Toul, Meurthe-et-Moselle, France.
Capital of the civitas Leucorum, one of the most extensive in Roman Gaul, Tullum owed its relative importance, which apparently was mostly administrative, to its location on the westernmost point of the course of the
Moselle, and on the crossroads of two great roads, one
going from Lyon to Trier by Langres and Metz, the other
coming from Reims by Nasium. The town is cited by
Ptolemy (2.9.12), the Antonine Itinerary
, the Peutinger
(Tullo), and in the Notitia provinciarum
Leucorum Tullo). Fabius Valens, Vitellius' lieutenant,
may have first heard at Tullum of the murder of Galba
and the accession of Otho (Tac., Hist
The ramparts of the ancient town were in large part
preserved (with 15 towers) and kept in use until 1700,
when military works almost completely obliterated them.
However, the destruction suffered by the town in 1940
led to the discovery at several places, not merely of
foundations, but of fairly well-preserved sections of the
ancient walls. A fairly precise map of their plan can
be established. Indeed, a section of the fortifications survives today in the middle of the town. The enclosed area
was approximately circular, had a circumference of ca.
1300 m, and covered 10 to 11 ha. What is known about
the construction of the ramparts suggests that they date
to the end of the 3d or beginning of the 4th c. At any
rate, they are earlier than the reign of Valentinian. As
yet there have been no systematic excavations at Toul.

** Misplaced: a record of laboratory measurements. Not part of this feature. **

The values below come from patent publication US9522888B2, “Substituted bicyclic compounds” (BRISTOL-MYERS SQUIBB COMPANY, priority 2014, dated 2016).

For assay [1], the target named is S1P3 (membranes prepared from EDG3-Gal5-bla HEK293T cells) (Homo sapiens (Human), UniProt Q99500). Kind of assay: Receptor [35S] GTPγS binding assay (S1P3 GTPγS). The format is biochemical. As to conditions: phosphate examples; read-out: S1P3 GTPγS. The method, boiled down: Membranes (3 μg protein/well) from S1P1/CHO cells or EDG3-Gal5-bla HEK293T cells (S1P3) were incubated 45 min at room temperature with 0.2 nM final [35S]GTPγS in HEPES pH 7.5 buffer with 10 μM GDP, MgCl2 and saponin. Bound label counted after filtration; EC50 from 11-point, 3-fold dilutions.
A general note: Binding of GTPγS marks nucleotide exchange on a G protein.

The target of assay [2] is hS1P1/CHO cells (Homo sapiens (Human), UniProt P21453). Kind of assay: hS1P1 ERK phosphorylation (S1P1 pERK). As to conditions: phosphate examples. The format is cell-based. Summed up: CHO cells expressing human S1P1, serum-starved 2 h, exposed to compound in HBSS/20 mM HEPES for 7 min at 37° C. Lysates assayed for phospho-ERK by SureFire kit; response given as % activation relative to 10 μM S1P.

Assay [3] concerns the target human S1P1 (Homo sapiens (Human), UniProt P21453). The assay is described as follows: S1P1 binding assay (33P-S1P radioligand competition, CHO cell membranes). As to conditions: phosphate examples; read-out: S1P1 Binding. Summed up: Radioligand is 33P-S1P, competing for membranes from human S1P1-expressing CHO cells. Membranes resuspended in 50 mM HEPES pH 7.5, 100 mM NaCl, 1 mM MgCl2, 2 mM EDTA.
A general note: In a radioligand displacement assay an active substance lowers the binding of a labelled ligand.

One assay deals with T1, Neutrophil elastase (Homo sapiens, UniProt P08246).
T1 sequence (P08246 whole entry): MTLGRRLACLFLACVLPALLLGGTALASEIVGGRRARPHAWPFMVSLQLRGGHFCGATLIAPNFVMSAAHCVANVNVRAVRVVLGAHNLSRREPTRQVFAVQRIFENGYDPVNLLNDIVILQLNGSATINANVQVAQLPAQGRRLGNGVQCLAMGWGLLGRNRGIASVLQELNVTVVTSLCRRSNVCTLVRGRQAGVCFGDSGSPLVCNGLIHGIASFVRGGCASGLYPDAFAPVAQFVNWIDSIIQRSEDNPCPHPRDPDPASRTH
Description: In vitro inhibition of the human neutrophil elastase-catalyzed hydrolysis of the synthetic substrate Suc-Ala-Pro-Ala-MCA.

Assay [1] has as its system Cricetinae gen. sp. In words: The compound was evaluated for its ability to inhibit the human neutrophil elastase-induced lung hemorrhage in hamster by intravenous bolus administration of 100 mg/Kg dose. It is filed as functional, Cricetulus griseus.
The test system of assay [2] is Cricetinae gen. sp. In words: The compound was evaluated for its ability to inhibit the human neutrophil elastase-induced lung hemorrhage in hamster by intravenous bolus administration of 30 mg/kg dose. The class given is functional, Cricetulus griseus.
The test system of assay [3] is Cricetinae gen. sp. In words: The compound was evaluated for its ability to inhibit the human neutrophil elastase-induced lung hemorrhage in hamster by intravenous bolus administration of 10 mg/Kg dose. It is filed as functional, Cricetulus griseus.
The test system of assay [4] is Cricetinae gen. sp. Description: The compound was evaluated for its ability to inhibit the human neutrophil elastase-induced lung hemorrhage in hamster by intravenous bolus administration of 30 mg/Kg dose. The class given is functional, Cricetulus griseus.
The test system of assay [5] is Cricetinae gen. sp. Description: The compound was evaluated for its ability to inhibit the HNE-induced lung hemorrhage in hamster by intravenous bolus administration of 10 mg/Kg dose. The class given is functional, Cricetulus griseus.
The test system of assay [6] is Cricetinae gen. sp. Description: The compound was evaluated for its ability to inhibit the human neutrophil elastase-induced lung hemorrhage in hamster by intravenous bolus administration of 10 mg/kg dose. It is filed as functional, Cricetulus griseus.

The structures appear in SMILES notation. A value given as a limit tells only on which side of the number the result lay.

However, many ancient remains have been collected
since the 18th c., especially when the ramparts were
demolished, for they had been built with reutilized fragments of architecture and funerary and religious monuments.
Many of these remains no longer exist, mostly as a
result of the 1940 fire. For example, only a drawing
survives of an altar with a representation of the mallet-god. The most recent finds have been collected in a
small museum which is being restored. Among the most
interesting finds are the following: a funerary stela of
the house type with an inscription and decoration of
three rosettes; two pieces of a bas-relief depicting Mercury; a group of three personages in high relief, probably
a trinity of Gallo-Roman deities; and several bronze objects, among them a bust of Apollo, a bull, a cornucopia,
a very worn statuette depicting Jupiter, and a dish decorated with palmettes and twining vegetal motifs. A certain number of interesting architectural and sculptural fragments (in particular a relief apparently depicting
Attis in an attitude of sorrow) are kept in the Musée
Lorrain at Nancy. Most of the artifacts found testify to
the close connections which existed throughout the Gallo-Roman period between Toul and the other Moselle towns, Metz and Trier.
The observations made during the rebuilding of Toul
suggests that the built-up area in antiquity was never
very large. The Gallo-Roman town occupied the site of
a small Gallic settlement. Subsequently it spread S. Then,
at the end of the 3d or beginning of the 4th c., it shrank
and shut itself up behind ramparts built with materials
taken from the edifices of the original town, or their
M. Toussaint, Répertoire archéologique
du département de Meurthe-et-Moselle
(1947) 116-24; J.
Choux & A. Liéger, “Découvertes archéologiques à Toul,” Gallia
7 (1949) 88-101PI